The Horseracing Integrity and Safety Act and the Sales Companies

September 29, 2020

Even though the Horseracing Integrity and Safety Act passed on a voice vote in the House of Representatives Tuesday, perhaps it’s still not too late to suggest expanding the Act’s coverage to include horse sales as well as races. Even after it passes the House, the legislation will join some 200-plus other bills on Senate Majority Leader Mitch McConnell’s desk, and there’s no telling when, or even if, it will come up for a vote in the Senate, despite McConnell’s recent public endorsement.

Over the years, buyers at thoroughbred sales have complained about horses that were bulked up on steroids for the auctions, then shrank by 100 pounds or more when they arrived at the buyer’s farm. Or buyers of two-year-olds were never sure exactly what sort of chemical help their purchases may have had to aid them in running a quarter-mile in under 21 seconds. Expansion of the new legislation to cover, at a minimum, two-year-old sales would provide a far more effective enforcement mechanism than exists under the current self-regulation by the sales companies.

Fasig-Tipton, Keeneland and the other auction companies publish their own “conditions of sale,” which principally define the circumstances under which a buyer can return a horse and get her money back if there’s something wrong. The dissatisfied buyer must, in order to return a horse, find some specific violation of the conditions. There’s explicitly no warranty that any horse bought at a sale is suitable for racing, nor is there any warranty of soundness or wind (breathing ability).

In the bad old days, prospective buyers would have to hire their own veterinarians to x-ray a potential purchase and “scope” it to check airway performance. Now, most sales consignors post a set of x-rays in the sales company repository, many post a scope as well, and buyers can’t return a horse for any defect that should have been seen if the buyer’s vet had looked at the repository information. Buyers will still do a detailed vet analysis of the horses they expect to go for a lot of money, including ultrasounds of the horse’s heart and other tests, but for many (most?) of the horses in a sale, they often rely on the one- or two-page vet report that the consignor will show them at the barn or at the back of the sales ring. I’ve seen a lot of those reports, and, guess what?, an astonishing number of young horses have an “A+” scope according to the seller’s vet, and hardly any have any issue that would raise a “material” concern about their racing soundness. In sales world, as in Lake Woebegon, all the children are above average.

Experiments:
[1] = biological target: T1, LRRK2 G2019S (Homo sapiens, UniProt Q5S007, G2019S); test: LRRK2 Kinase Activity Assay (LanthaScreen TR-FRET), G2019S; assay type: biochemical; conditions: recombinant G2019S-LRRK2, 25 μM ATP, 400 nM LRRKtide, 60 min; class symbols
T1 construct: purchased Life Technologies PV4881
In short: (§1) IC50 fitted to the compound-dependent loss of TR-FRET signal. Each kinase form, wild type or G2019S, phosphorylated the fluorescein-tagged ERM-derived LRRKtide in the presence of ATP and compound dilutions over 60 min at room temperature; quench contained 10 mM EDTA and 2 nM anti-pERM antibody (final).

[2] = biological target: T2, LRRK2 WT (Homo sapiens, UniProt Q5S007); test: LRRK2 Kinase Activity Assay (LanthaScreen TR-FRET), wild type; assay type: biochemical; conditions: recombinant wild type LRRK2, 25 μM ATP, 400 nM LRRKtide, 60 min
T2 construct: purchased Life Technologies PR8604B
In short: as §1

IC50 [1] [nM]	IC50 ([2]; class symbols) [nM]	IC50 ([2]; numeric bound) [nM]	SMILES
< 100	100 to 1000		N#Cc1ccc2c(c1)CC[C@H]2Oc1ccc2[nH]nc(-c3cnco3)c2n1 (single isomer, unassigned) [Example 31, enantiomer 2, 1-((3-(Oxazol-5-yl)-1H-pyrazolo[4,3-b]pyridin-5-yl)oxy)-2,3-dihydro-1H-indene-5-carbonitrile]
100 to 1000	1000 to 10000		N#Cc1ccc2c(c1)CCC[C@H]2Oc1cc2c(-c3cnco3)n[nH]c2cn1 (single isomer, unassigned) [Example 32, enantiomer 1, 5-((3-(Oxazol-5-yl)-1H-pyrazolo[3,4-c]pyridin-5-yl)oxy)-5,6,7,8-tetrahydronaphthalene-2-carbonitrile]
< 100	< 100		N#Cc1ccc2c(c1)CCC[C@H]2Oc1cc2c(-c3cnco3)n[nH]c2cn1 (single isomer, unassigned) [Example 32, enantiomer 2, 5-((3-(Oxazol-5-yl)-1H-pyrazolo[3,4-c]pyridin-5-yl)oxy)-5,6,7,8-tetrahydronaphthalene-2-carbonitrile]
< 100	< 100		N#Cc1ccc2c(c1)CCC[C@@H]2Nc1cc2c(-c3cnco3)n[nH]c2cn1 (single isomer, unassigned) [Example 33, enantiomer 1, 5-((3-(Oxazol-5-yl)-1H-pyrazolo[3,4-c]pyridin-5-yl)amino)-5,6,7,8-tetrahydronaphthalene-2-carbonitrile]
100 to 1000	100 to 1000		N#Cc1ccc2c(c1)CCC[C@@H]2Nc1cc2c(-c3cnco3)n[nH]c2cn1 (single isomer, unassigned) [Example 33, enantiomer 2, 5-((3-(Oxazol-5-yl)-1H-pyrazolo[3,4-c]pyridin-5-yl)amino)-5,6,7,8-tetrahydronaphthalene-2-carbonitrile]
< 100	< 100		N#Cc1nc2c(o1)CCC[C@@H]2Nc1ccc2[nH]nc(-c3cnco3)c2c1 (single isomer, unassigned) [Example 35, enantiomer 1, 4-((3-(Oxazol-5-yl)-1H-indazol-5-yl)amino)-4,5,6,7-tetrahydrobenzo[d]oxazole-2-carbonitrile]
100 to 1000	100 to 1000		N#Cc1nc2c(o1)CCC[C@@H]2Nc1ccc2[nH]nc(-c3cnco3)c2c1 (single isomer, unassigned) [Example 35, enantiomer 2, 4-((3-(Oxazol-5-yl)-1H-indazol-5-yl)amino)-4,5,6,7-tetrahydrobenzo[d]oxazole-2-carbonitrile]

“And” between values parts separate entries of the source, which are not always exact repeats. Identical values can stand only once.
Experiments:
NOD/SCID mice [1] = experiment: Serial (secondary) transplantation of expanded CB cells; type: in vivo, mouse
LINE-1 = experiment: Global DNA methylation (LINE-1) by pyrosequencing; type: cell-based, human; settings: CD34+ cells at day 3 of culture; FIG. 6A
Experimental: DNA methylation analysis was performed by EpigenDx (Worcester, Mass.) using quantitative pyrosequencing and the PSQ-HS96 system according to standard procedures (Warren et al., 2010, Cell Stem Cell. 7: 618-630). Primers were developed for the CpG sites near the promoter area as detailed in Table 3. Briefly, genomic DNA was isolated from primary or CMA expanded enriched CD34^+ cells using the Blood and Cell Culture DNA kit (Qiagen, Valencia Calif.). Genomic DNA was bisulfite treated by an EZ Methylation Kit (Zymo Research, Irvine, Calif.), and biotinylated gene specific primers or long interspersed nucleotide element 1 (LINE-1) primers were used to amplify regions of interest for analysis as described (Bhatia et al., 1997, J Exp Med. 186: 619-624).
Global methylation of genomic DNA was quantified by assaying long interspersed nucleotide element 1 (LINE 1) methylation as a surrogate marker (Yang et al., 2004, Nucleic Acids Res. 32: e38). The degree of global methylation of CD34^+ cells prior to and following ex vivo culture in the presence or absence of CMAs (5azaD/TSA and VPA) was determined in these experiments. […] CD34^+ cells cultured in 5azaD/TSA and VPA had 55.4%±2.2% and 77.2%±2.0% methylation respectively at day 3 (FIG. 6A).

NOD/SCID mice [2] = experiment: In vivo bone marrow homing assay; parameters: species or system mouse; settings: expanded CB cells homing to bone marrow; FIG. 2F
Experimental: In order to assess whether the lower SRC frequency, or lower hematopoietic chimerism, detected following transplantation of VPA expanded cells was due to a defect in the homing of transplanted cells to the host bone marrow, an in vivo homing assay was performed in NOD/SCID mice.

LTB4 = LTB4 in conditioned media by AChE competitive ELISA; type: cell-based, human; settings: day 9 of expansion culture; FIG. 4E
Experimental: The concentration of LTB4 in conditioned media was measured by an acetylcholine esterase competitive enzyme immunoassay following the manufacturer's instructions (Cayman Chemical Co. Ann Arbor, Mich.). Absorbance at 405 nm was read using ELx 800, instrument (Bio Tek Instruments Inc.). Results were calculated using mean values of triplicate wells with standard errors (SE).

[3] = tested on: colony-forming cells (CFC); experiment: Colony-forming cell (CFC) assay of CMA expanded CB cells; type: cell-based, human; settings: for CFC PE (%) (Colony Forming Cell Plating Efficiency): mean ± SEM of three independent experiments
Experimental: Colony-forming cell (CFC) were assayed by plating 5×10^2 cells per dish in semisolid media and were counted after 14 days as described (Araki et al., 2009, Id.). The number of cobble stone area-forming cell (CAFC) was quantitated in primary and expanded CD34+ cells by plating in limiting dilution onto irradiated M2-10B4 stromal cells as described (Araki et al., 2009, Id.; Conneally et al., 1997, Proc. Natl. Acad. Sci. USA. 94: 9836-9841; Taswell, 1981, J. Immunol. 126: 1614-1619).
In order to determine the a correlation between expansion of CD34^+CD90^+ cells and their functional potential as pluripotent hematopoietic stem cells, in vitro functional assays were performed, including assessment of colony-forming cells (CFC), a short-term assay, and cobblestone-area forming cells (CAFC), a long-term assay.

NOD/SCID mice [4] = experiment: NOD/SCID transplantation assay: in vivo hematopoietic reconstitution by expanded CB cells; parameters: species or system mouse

The sales companies also have drug rules in. their conditions. They don’t permit anabolic steroids (the drugs that made certain baseball players look like the Michelin Man) or biophosphonates at all for young horses, nor do they allow clenbuterol or other broncho-dilators within 90 days of the sale, and horses on the sales grounds can be treated with only one NSAID painkiller (like Bute) and only one corticosteroid. And at the two-year-old sales, no drug at all are allowed in the 24 hours before a breeze. But enforcement of these rules is largely left up to the buyer. If a purchaser suspects there’s a drug issue, the purchaser can pay $500 up front for a drug test and then, if a prohibited drug is found, return the horse and get compensation. In addition to the drug prohibitions, the conditions of sale ban the use – but only while the horse is on the sales grounds – of shock wave treatment, buzzers (for two-year-old breezes), joint injections and other procedures that might mask breathing problems or lameness. But, again, enforcement is largely on the honor system or at the expense of a suspicious buyer.

These conditions, except for the ban on anabolic steroids and biophosphonates, don’t say much about what happens back at the farm, especially at the two-year-old training centers that prepare horses for those absurdly fast breezes. Generally, if a seller discloses surgery or some other abnormality (like the horse being a cribber), then it’s buyer beware. But if a rider at the farm uses a buzzer to habituate a horse to running faster than it would otherwise do, who’s to know? And if some prohibited drugs are used, but disappear from a horse’s system before the sale, who will enforce the ban? The new legislation provides for out-of-competition testing for race horses. Why not also do that testing at the two-year-old training centers?

Expanding the coverage of the Horseracing Integrity and Safety Act to, at a minimum, cover two-year-old sales wouldn’t solve all sales issues. There would still, for example, be the problems of unscrupulous agents who take kickbacks from consignors, or agents and even sales company personnel who have hidden interests in the horses being sold,  but it would send a signal that, from the time a horse starts preparing for a race track career, it’s going to be abiding by a uniform national drug regimen, and that those charged with the horse’s care will be subject to real enforcement, not just their presumed gentleman’s word.

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